In six months, if you have no violations of your interlock, you get a letter telling you that you can have it removed. You can drive to the interlock company, as long as you go directly there and home and have proof of your appointment. Then after one year, you are eligible to apply for an unrestricted driver’s license. You can do this on the DMV website at 12:01am the day after the last day of your restriction. $20 paid, print out the paper and you’re free. They’ll mail you a replacement hard copy license within 10 days.
Always carry your restricted sheet, your plastic driver’s license (once you receive it) and any and all documentation proving that you are within your restriction. My VASAP instructor recommends keeping everything in a folder on your front seat so it is easily accessible if you have any interaction with a police officer.
As far as the restrictions go, answers may vary and there are a whole lot of gray areas and nuances. That is unfortunate, because a violation of your restriction can result in the restricted privileges being taken away as well as a class one misdemeanor charge of driving on a suspended license.
The basic rule is: always be prepared to prove to a police officer that you are within your restriction.
If your restriction says you work 9am to 6pm, you had better only be on the road within a time that can be deemed reasonable driving time between your work and your house. If your restriction says that your hours may vary and that you must carry your schedule, you better have your schedule. My typical drive-time is 35 minutes, and factoring for traffic and a stop for gas, I am supposed to be on the road no sooner than one hour before my shift, and off the road no later than one hour after my shift.
Same with school. The court recognizes that school schedules are subject to change. My order states that I can drive to and from classes at two different campuses, and I must carry my schedule. I am also allowed to drive to multiple medical offices, but I must carry something that documents that I have an appointment.
I can drive to church on Sundays, but cannot be on the road sooner than one hour before the start time, and must be home by an hour after the end time.
Restricted Driver’s License – the gray areas.
Can you drive to the grocery store? No.
Can you stop at a grocery store that is on your direct path between an approved location and your house? No.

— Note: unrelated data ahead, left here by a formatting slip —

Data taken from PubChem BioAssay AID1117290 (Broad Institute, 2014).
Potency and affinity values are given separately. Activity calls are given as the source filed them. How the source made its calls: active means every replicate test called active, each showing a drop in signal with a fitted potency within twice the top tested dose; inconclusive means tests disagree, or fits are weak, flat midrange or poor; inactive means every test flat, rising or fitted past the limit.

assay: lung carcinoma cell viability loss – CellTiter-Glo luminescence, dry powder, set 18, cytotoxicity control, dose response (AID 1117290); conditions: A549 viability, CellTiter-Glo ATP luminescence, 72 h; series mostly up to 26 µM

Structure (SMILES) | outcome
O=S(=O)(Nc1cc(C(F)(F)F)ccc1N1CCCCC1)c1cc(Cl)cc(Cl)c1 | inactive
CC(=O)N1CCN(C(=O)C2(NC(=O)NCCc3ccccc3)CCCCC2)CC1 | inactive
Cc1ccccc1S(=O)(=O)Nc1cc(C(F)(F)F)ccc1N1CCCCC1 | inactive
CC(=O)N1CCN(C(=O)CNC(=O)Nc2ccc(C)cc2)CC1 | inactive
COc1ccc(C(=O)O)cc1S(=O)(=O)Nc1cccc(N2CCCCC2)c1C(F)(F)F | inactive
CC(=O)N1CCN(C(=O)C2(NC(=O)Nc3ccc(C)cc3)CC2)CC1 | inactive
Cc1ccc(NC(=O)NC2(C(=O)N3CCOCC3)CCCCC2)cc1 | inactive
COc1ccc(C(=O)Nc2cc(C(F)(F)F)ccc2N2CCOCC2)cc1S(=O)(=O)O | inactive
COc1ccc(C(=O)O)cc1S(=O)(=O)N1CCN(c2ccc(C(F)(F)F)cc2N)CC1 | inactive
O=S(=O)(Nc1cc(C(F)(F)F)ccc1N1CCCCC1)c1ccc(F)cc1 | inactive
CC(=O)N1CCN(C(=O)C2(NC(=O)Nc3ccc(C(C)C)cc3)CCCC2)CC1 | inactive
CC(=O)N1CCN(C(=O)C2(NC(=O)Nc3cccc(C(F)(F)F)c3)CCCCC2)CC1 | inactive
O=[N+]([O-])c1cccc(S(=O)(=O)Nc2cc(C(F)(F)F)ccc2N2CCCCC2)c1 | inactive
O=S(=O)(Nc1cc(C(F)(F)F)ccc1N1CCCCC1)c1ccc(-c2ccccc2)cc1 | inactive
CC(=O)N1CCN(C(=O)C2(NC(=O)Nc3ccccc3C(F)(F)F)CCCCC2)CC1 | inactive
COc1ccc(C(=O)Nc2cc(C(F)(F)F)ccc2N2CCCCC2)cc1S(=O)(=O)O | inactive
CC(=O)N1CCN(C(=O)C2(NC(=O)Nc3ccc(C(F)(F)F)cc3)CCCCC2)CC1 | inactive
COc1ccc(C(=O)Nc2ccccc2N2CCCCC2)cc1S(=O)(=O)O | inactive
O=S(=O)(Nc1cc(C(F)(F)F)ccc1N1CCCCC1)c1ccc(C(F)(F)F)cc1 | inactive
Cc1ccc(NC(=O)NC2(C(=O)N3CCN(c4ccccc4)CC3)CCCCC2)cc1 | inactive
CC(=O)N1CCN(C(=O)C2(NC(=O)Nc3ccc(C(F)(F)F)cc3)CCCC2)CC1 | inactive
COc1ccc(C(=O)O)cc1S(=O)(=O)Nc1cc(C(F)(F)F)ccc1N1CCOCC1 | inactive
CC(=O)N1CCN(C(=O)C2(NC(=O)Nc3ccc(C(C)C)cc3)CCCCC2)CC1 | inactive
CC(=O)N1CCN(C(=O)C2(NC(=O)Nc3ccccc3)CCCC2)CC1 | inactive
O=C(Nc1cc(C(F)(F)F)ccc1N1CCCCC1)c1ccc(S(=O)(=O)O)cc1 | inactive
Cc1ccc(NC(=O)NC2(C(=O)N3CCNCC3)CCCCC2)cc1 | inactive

Can you walk to a grocery store near your work, buy groceries, and then drive home? Probably, just make it quick so you can be off the road within your restriction, and be prepared to show the receipt to the police officer indicating that the store is within walking distance of your work.
Alternatives: walk, bike, catch rides with others; utilize a grocery delivery service. I signed up for Amazon Fresh, groceries are delivered to my door for $14.99 per month. Granted, I live in a populated suburban county, so I know this option may not be available everywhere.
Can you give a friend or co-worker a ride home if their home is on the direct path between an approved location and your house? No – they can only ride with you between your approved locations, and must make other arrangements from there.
Can you stop for gas at a station in the direct path between two approved locations? Yes, but make it quick.
Can you drive between work and school? Yes, but always have documentation that can show you are authorized to be at either location.
Can you drive if there is an emergency? The unfortunate answer to this is technically no. Whether or not a police officer will cite you for a legitimate emergency is under their discretion, and the scenario is at your own risk.
I could go on and on. And it’s frustrating that there are no clear answers for any of this, and so many gray areas come up. It goes back to the fact that the government wants you to screw up again so they can get more money out of you. Many people drive outside of their restrictions every day, and many get caught. Many others never get caught. But remember the risks: even if you are the most careful driver in the world, many others are not so careful. If you are in an accident that is not your fault, and are outside your restrictions, you can still be cited.